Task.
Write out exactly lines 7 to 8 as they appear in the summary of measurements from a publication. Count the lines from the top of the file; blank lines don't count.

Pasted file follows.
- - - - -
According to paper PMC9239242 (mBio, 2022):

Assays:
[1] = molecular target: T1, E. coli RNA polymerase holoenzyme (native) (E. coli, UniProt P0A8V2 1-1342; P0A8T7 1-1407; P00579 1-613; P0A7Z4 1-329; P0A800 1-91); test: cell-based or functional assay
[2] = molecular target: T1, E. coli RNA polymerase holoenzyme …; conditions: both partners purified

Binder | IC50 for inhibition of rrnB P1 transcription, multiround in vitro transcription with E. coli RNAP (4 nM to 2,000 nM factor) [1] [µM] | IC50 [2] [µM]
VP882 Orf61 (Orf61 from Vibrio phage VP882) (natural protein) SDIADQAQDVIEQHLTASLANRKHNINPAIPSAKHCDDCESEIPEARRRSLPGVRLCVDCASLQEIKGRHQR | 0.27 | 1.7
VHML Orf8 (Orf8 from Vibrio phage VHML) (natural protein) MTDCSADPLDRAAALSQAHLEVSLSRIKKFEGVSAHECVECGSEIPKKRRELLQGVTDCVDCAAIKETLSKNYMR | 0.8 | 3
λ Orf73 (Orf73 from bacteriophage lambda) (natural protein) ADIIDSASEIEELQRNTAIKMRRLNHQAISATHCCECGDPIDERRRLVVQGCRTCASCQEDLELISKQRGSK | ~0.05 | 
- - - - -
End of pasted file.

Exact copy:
VHML Orf8 (Orf8 from Vibrio phage VHML) (natural protein) MTDCSADPLDRAAALSQAHLEVSLSRIKKFEGVSAHECVECGSEIPKKRRELLQGVTDCVDCAAIKETLSKNYMR | 0.8 | 3
λ Orf73 (Orf73 from bacteriophage lambda) (natural protein) ADIIDSASEIEELQRNTAIKMRRLNHQAISATHCCECGDPIDERRRLVVQGCRTCASCQEDLELISKQRGSK | ~0.05 | 